I could have made any number of other possible decisions.

    You’re asserting that you could have done otherwise after conceding that if we rewind Time you’ll always make the same decision. What tipped the balance in favor of decision X? That factor would need to be different for you to make a different decision.

    Just because I didn't make a different decision doesn't mean I could not logically have made any other decision.

    So this is all about logical possibility? Or is it that if some of the antecedents had been different you would have made a different choice? Again, what do we mean by “free”?

    I won't argue that the freedom of my will is obviously limited to some degree -- of course it is, and it seems to have significant limitations -- but within those limitations I certainly appear to act freely, and I haven't yet seen reason to believe I don't.

    In the same way, it feels like the earth is stationary, that I’m not composed of zillions of particles, that Time is not relative to anything else, etc.

    The B theory doesn't seem to imply that we don't act freely, either.
    If my future children are as “real” as the words I’m typing here, doesn’t it mean I’ll be getting lucky a few of these nights? In what meaningful sense can I do otherwise? (I don’t know if this is Determinism; it’s more like some new-fangled Fatalism.) An A theorist could say there’s a spotlight moving through the slab of Time, illuming me typing this, me getting lucky, and me with my future kids. A B theorist would deny there’s any spotlight. ALL of these things exist in the exact same fashion. If you want to throw the word “free” at it, I don’t see how that gives me any superpowers. I don't know what it means.

    In an earlier post Dr. Wall writes “So at the end of the day, I fall back on my religion for deciding what to believe about Free Will.” http://www.wall.org/~aron/blog/free-will/

    In his heart a man plans his course, but the LORD determines his steps. (Proverbs 16:9)

    A man's steps are directed by the LORD. How then can anyone understand his own way? (Proverbs 20:24)

    The king's heart is in the hand of the LORD; he directs it like a watercourse wherever he pleases. (Proverbs 21:1)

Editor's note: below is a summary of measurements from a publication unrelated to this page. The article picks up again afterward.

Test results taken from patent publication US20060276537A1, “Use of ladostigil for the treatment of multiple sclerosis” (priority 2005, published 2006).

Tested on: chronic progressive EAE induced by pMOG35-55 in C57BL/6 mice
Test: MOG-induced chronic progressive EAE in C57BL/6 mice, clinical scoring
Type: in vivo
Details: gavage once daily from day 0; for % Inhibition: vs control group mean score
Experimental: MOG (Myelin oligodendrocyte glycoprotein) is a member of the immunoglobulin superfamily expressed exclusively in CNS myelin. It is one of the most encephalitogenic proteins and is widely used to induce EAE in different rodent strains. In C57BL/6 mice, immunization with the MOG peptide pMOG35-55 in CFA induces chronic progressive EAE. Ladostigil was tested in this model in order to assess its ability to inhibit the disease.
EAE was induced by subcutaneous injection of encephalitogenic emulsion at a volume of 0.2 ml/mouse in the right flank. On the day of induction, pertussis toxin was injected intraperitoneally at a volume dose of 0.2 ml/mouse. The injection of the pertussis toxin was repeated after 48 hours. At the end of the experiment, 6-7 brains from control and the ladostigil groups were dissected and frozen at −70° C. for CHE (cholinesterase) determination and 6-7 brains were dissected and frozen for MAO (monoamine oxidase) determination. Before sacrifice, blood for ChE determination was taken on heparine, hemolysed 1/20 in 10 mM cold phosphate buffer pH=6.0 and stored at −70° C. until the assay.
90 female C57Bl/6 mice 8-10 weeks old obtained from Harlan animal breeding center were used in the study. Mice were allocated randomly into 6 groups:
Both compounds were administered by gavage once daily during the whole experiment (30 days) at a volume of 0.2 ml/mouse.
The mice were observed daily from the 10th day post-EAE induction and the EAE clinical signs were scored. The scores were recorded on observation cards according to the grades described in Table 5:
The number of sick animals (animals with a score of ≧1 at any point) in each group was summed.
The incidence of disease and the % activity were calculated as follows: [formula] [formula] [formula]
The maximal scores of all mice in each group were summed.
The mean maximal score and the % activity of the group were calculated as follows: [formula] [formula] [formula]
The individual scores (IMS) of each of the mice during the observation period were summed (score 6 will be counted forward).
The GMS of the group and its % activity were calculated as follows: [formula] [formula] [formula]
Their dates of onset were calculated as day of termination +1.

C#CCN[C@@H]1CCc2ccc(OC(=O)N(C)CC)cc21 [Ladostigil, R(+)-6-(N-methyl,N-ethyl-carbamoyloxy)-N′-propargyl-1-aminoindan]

Man's days are determined; you have decreed the number of his months and have set limits he cannot exceed. (Job 14:5)

    Now listen, you who say, "Today or tomorrow we will go to this or that city, spend a year there, carry on business and make money." Why, you do not even know what will happen tomorrow. What is your life? You are a mist that appears for a little while and then vanishes. Instead, you ought to say, "If it is the Lord's will, we will live and do this or that." (James 4:13-15)

    Who can speak and have it happen if the Lord has not decreed it? Is it not from the mouth of the Most High that both calamities and good things come? (Lamentations 3:37-38)

    And in Romans 9 St. Paul doesn’t deny free will; he takes a swing at us for asking.

  11. Robert Childress says:

    Hey Petronius,

    Under the B-theory, the reason the decision is the same is because it's the only actual decision that exists. Under the A-theory, if you rewind time there is no future that actually exists, so perhaps there's a potential for a different decision under that theory? But I'm confused by the significance you seem to place on a decision remaining the same given the exact same universal context.

    Perhaps you are suggesting that the only way an agent can demonstrate free will is if he behaves differently given the exact same set of circumstances. I disagree. I don't think that would demonstrate freedom of the will so much as madness.

    What matters is the existence of a decision making process. A lack of compulsion is a crucial detail. Having some kind of conscious awareness is probably another. Having sufficient time to consider options before making the decision may also be important -- otherwise it's an instinctual reaction more than an intentional decision. If a person's decision making process arrives at the same conclusion given the exact same circumstances, it's a sign of rationality.

    We do not always behave rationally, of course. And I doubt whether different circumstances are ever exactly the same. And there are a great deal of choices we make that do not include much or any of a decision making process. But I don't see how that invalidates those times when a decision making process does occur -- and sometimes it does.